Forget safety or motivation – the real reason to give a child a cell phone is to promote literacy. Newsweek reports that though many parents and English teachers worry that texting is the downfall of standard English, linguistic studies show a link between fluent texting and literacy skills:
In one British experiment last year, children who texted—and who wielded plenty of abbreviations—scored higher on reading and vocabulary tests. In fact, the more adept they were at abbreviating, the better they did in spelling and writing. Far from being a means to getting around literacy, texting seems to give literacy a boost.
Kids who got cell phones earliest had the highest scores. Language skills build upon language exposure – of any kind – says David Crystal, author of Txtng: the Gr8 Db8, who studied texting language and found it both not very deviant and part of the on-going evolution of language.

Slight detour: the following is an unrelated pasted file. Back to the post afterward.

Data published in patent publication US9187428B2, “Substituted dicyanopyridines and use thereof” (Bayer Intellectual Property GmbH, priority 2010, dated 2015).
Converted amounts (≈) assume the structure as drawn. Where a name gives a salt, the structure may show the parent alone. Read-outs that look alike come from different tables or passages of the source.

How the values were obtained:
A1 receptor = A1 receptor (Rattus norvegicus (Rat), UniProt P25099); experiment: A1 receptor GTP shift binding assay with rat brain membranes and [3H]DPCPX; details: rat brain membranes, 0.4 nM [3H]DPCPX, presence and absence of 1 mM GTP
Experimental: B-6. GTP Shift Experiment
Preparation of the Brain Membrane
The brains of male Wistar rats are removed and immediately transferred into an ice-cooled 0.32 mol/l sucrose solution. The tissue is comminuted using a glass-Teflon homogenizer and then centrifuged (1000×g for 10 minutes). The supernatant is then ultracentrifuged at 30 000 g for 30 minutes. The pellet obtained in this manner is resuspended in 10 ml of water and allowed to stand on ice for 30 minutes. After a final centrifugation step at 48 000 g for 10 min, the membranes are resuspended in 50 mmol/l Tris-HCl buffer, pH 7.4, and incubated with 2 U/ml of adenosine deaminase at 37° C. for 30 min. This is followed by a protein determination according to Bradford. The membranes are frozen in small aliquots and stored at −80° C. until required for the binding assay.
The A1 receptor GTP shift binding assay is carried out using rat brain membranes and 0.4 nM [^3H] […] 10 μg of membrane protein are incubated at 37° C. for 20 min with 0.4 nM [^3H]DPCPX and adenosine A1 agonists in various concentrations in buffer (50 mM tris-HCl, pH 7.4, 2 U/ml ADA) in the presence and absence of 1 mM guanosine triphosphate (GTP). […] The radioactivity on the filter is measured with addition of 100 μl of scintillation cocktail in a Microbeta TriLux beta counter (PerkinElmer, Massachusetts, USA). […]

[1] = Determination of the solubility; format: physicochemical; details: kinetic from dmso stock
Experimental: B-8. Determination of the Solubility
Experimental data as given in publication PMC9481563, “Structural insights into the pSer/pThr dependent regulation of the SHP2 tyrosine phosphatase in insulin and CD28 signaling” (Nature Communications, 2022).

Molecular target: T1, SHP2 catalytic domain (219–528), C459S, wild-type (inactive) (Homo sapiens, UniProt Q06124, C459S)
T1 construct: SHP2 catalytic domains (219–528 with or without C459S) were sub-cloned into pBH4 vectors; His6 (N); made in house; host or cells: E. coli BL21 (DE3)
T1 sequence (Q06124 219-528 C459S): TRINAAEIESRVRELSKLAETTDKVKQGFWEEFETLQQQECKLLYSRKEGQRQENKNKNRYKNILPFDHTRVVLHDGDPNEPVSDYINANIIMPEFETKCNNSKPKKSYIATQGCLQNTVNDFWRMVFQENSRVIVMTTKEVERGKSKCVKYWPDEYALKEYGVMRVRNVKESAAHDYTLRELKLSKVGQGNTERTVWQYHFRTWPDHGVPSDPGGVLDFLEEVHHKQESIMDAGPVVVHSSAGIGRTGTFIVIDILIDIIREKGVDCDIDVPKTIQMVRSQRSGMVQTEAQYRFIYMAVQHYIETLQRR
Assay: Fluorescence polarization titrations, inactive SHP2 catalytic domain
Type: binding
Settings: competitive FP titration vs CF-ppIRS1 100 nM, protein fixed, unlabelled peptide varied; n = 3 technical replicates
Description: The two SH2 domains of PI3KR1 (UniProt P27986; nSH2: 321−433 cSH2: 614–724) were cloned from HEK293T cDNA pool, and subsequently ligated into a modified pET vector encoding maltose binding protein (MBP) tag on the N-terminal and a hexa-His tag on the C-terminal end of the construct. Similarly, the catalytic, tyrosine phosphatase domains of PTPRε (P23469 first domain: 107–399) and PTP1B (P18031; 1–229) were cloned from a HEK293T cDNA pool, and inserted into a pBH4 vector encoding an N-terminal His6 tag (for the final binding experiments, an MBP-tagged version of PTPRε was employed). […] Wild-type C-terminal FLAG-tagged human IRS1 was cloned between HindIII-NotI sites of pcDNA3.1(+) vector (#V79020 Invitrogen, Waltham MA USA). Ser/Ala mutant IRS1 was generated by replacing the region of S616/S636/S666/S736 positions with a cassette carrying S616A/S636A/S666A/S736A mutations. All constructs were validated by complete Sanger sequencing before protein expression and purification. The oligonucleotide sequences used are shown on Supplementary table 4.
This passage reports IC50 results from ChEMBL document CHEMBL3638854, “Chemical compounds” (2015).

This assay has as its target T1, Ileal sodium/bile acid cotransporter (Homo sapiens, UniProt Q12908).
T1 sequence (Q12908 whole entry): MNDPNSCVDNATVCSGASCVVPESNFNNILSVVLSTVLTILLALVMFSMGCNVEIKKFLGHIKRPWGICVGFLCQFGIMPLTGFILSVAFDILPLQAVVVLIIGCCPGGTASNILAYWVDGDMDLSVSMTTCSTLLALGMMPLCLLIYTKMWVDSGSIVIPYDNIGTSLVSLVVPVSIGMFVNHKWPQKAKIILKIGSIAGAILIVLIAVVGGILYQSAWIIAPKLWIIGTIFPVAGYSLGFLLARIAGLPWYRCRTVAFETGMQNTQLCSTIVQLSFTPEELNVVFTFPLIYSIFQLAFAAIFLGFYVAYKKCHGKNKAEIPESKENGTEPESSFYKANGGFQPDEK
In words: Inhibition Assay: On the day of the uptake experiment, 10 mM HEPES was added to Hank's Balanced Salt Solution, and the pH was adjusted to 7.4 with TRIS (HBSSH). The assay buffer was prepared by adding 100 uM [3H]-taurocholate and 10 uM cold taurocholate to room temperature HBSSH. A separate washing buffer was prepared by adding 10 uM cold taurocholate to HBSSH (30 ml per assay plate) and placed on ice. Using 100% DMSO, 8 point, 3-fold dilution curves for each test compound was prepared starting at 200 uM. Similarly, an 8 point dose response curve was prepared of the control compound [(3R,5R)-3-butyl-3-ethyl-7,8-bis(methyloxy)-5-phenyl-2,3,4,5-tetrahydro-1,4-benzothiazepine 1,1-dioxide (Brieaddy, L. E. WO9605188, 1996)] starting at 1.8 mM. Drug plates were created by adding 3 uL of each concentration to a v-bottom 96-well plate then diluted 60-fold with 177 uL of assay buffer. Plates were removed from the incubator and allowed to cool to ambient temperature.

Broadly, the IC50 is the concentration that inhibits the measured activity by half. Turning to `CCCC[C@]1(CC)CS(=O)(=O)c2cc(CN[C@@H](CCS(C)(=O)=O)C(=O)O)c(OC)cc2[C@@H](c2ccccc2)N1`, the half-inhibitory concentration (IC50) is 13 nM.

As long as kids learn how to code-switch, or choose the appropriate form of language for a given situation, we can accept – or even embrace – the ways they play with language on their cell phones.
(Via Joanne Jacobs)
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